Studies, which were presented this week at the 110th general meeting of the American Society for Microbiology, found that mice exposed to a soil born bacterium called Mycobacterium vaccae, were able to consistently navigate through a maze at twice the speed and with less anxiety than the group of control mice.
In 2007, a group of British scientists published a study that found, mice injected with heat-killed M. vaccae exhibited an increase in the production of serotonin which, among other things, moderates emotions and decreases anxiety.
It makes sense according to Dr. Dorothy Matthews, an associate professor of biology at The Sage Colleges in Troy, NY, “If you’re nervous, if you’re frightened, you can’t think straight.” Mice exposed to the bacteria produced more serotonin, exhibited fewer anxiety behaviors and negotiated the maze with much more ease than the control mice.”
Historically, people spent a great deal of time outside hunting, gathering and working the soil to grow their own food. These activities gave them regular exposure to M. Vaccae.
Now, with an ever increasing number of people live in urban areas, concrete jungles afford little contact with the soil and minimal exposure to this beneficial bacterium.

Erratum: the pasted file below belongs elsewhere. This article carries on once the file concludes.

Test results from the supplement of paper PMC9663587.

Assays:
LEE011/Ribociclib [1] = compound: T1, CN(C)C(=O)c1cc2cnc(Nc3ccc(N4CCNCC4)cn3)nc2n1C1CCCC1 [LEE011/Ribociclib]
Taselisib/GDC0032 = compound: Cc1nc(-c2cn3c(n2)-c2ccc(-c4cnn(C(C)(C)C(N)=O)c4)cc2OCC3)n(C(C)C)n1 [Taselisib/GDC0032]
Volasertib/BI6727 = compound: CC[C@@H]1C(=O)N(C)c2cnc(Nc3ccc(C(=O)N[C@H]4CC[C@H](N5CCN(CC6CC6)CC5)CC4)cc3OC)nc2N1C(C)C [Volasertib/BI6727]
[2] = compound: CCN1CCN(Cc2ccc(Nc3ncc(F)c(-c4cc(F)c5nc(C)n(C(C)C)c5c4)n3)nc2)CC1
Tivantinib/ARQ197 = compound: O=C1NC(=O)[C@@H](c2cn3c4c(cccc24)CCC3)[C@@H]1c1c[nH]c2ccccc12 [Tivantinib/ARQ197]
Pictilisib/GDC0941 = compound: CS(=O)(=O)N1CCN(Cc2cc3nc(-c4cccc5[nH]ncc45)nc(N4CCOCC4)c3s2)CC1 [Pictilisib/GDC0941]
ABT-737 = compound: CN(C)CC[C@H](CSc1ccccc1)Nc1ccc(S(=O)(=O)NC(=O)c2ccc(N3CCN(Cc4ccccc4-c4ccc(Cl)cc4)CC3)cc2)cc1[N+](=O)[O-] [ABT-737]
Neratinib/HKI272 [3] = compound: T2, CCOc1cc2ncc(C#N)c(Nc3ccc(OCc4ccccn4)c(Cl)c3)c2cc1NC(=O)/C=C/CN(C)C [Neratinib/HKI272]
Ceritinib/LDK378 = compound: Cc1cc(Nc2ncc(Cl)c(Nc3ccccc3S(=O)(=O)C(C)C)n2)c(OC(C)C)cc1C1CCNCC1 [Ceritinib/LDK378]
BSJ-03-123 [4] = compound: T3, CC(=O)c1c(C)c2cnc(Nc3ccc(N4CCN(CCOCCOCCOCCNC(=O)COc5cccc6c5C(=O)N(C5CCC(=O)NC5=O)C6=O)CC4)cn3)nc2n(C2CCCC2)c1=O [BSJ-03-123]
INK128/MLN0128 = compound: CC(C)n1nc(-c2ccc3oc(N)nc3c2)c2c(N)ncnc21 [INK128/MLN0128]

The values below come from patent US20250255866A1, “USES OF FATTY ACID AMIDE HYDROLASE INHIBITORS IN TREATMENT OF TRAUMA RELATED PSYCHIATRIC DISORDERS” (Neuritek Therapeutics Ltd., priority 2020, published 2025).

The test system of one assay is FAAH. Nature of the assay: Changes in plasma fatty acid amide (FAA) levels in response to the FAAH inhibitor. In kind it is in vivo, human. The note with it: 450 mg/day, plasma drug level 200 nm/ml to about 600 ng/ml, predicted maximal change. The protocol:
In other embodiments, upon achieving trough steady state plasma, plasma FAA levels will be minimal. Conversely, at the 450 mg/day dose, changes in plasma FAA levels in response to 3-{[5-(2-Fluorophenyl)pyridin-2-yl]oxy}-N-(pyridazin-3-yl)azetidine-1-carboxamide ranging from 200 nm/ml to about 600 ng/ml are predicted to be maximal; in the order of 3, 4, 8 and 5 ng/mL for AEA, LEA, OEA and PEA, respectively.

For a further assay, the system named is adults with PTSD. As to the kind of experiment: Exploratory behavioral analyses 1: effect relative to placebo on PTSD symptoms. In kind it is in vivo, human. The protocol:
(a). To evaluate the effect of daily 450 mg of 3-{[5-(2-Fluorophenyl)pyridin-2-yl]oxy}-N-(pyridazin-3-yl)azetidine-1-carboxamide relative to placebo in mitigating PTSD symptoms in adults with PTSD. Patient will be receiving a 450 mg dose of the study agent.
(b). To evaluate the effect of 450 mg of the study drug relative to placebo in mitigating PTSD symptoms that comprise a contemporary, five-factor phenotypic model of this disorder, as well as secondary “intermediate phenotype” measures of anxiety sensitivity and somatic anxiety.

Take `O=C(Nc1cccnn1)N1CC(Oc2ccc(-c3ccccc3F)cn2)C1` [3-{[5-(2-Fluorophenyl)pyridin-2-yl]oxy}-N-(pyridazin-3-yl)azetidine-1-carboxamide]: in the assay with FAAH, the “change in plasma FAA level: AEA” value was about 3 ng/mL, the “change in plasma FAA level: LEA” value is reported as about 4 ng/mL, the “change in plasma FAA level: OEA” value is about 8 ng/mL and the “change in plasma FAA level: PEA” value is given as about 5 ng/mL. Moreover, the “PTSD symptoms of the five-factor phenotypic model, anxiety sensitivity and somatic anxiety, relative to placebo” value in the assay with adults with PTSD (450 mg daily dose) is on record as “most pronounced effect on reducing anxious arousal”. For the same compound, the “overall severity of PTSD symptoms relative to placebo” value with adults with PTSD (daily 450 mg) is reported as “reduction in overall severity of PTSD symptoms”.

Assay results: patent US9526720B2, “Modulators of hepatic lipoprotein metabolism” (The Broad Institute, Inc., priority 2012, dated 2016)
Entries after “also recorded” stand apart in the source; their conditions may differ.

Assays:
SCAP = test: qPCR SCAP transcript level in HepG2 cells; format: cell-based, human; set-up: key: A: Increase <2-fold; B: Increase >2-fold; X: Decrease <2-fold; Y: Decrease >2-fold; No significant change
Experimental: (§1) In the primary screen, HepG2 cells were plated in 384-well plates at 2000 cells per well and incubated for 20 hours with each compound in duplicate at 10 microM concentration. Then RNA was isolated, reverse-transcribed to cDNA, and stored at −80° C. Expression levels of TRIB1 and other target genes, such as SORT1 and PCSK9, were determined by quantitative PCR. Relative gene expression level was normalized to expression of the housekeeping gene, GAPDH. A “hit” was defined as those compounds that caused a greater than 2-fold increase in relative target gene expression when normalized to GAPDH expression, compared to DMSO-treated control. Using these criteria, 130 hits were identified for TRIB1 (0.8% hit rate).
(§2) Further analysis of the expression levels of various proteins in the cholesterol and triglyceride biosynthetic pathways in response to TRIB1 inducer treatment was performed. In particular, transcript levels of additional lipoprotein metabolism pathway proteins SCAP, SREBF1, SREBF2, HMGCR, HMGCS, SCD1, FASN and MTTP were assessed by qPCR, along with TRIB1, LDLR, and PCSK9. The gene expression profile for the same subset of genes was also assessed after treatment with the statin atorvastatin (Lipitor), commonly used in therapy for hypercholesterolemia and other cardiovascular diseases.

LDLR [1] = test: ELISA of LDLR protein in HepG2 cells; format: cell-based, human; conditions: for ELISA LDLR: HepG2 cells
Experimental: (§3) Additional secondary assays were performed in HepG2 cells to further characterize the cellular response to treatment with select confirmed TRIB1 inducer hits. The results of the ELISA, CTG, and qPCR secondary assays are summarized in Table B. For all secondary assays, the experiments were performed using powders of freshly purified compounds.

We gain exposure to M. vaccae by being outside. Dr. Matthews suggests that, “if you’re vigorously working in the soil, there are probably some particles that are becoming airborne, so we may very well be inhaling it, as well as eating it by inhaling it and having it get into our GI tract.” People may also gain exposure through contact with foods grown directly in, or close to the soil.
Children who spend time outside on a regular basis may enjoy lower levels of anxiety and an increased ability to learn. So go ahead, let them get dirty! – Jen R, Staff Writer
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